• Provide praise for their participation and avoid using language that highlights their sensitivities.


Activity Example for Multiple Sensitivities: Parties or Celebrations


Parties or celebrations can be filled with unpredictable auditory, proprioceptive, visual, and tactile experiences. Again, using a cognitive approach to prepare the sensory-sensitive individual can provide an overall positive experience:

  • Prior to the party, work with the host to have a quiet area for the individual. This will allow the person to have a break from the sensory experience, but not entirely avoid the party altogether when their threshold has been clearly surpassed.
  • Prepare the individual with a visual checklist and plan. This checklist will help the individual know the sequence of the party and see there is clearly an exit plan to minimize approaching the sensory threshold. Bring this checklist to the party as a potential visual reminder.
  • Plan should include an opportunity to remove self from the experience whenever possible. Allow the individual to develop the options and strategies as much as possible.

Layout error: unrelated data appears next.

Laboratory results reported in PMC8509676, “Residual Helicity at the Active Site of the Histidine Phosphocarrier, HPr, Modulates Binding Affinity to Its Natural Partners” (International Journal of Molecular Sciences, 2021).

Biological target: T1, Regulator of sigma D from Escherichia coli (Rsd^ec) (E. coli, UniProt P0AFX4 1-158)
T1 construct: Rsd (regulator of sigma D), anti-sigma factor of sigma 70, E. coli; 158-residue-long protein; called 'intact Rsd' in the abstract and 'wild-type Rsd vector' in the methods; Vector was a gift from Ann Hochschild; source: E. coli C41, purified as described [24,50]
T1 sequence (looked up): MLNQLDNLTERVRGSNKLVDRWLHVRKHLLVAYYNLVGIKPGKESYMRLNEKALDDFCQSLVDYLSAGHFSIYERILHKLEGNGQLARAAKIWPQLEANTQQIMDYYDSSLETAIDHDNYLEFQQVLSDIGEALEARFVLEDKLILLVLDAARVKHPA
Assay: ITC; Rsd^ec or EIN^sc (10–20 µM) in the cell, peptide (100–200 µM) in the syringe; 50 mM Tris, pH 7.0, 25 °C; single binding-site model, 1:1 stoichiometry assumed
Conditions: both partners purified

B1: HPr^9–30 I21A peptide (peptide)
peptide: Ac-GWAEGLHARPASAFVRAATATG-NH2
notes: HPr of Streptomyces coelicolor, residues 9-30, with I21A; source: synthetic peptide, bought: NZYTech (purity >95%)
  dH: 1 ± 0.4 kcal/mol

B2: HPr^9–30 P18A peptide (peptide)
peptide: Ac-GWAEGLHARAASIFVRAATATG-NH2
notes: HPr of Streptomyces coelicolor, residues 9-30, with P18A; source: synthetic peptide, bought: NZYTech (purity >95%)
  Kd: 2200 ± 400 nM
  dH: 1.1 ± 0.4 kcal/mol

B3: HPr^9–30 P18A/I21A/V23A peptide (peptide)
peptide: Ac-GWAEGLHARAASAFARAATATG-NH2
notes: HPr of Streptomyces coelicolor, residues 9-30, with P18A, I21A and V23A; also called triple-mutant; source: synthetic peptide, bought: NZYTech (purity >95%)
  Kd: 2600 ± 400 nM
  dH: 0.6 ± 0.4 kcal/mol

• Identify the timeframe of the celebration. Increased levels of anxiety can occur due to them not knowing when the annoying sensory input will end. Using a countdown method will help distinguish the time more clearly rather than a range. Plan to place this countdown in a location that can easily be seen by the individual.
  • Determine a mutual hand signal that can communicate the need for the quiet area. Practice the plan using simulated experiences and/or disruptive environments prior to the party, if possible. With successful practice, the sensory individual is ready to trial the real thing! Observe for potential sensory thresholds or warning signs and ask if they need a quiet area, as appropriate. IF the quiet area is used, then allow for choice as to when they would like to return to the festivities.
  • Celebrate the accomplishment being at the party! By emphasizing the individual’s participation should be paramount as the emotional enjoyment will hopefully outweigh the uncomfortable sensory input.


Explore online continuing education courses from Robyn below:

Reflex Integration

Foundations of Applying Evidence-Based Practice

Improving Visual and Fine-Motor Skills Using Neuroplasticity

Integration of Persistent Reflexes

Visit summit-education.com for more information.



Hwang, Y. J., Arnold, S., Srasuebkul, P., & Troller, J. (2020). Understanding anxiety in adults on the autism spectrum: An investigation of its relationship with intolerance of uncertainty, sensory sensitivities and repetitive behaviors. Autism, 24(2), 411-422. https://doi-org.hpu.idm.oclc.org/10.1177/1362361319868907

Smees, R., Rinaldi, L. J., Simmons, D. R., & Simner, J. (2022). The parent-completed Glasgow Sensory Questionnaire: Exploring children’s sensory sensitivities and their relationship to well-being. Journal of Child and Family Studies, 32, 1805-1822. https://doi.org/10.1007/s10826-022-02489-6